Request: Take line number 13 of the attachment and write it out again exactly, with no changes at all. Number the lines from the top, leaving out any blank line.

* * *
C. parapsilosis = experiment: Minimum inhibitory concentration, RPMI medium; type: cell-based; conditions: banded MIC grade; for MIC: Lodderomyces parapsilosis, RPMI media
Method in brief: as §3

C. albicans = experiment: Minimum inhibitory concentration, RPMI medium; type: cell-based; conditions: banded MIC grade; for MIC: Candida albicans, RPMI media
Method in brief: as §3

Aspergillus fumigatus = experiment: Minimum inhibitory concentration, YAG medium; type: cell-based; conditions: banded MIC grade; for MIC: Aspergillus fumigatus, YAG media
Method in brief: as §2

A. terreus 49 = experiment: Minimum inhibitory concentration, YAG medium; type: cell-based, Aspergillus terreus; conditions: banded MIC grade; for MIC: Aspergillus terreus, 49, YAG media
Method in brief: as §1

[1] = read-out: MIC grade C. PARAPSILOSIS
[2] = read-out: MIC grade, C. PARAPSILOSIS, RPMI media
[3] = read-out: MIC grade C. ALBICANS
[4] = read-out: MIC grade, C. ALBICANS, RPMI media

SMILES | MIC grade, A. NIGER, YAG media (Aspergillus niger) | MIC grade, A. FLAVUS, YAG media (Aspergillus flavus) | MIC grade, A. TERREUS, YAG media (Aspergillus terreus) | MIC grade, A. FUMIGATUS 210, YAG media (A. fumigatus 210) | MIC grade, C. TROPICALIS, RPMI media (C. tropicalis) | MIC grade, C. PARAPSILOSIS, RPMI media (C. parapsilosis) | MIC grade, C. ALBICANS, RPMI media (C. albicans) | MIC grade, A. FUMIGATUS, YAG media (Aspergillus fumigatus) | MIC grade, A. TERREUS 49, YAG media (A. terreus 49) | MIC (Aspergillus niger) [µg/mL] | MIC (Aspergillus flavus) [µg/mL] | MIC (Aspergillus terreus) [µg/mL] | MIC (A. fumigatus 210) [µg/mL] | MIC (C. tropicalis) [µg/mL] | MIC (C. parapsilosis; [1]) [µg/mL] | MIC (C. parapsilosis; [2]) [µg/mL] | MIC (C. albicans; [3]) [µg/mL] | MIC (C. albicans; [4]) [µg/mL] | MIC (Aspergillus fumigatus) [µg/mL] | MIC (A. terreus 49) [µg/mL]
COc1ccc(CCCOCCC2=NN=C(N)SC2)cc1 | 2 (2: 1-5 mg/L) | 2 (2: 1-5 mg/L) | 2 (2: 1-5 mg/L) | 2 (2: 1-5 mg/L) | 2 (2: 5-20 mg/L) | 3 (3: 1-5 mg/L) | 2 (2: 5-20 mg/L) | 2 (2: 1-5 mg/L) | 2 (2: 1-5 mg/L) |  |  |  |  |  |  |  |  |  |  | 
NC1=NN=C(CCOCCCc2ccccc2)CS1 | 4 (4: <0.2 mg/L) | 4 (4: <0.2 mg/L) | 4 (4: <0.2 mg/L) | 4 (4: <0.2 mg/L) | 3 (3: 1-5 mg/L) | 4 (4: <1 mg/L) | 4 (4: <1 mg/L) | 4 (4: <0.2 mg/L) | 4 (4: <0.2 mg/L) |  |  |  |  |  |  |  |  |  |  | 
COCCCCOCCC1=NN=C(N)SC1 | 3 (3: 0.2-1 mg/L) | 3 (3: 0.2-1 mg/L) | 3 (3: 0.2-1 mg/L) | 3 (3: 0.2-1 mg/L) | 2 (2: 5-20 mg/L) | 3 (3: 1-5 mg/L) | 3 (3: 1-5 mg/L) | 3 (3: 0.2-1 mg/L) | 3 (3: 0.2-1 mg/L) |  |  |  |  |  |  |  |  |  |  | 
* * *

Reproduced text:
SMILES | MIC grade, A. NIGER, YAG media (Aspergillus niger) | MIC grade, A. FLAVUS, YAG media (Aspergillus flavus) | MIC grade, A. TERREUS, YAG media (Aspergillus terreus) | MIC grade, A. FUMIGATUS 210, YAG media (A. fumigatus 210) | MIC grade, C. TROPICALIS, RPMI media (C. tropicalis) | MIC grade, C. PARAPSILOSIS, RPMI media (C. parapsilosis) | MIC grade, C. ALBICANS, RPMI media (C. albicans) | MIC grade, A. FUMIGATUS, YAG media (Aspergillus fumigatus) | MIC grade, A. TERREUS 49, YAG media (A. terreus 49) | MIC (Aspergillus niger) [µg/mL] | MIC (Aspergillus flavus) [µg/mL] | MIC (Aspergillus terreus) [µg/mL] | MIC (A. fumigatus 210) [µg/mL] | MIC (C. tropicalis) [µg/mL] | MIC (C. parapsilosis; [1]) [µg/mL] | MIC (C. parapsilosis; [2]) [µg/mL] | MIC (C. albicans; [3]) [µg/mL] | MIC (C. albicans; [4]) [µg/mL] | MIC (Aspergillus fumigatus) [µg/mL] | MIC (A. terreus 49) [µg/mL]